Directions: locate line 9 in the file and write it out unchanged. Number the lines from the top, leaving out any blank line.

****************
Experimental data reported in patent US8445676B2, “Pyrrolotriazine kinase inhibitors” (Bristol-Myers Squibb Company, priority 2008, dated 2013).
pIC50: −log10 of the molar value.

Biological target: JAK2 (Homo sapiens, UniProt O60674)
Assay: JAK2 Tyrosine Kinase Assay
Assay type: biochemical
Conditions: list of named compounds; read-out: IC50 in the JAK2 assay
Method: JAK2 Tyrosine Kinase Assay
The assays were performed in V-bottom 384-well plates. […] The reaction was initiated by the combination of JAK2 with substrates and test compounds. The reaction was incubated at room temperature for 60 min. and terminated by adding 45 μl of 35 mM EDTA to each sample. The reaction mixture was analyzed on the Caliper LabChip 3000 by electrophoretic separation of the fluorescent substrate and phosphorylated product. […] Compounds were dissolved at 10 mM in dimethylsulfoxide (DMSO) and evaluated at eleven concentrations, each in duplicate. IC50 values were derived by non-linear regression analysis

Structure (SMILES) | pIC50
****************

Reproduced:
Structure (SMILES) | pIC50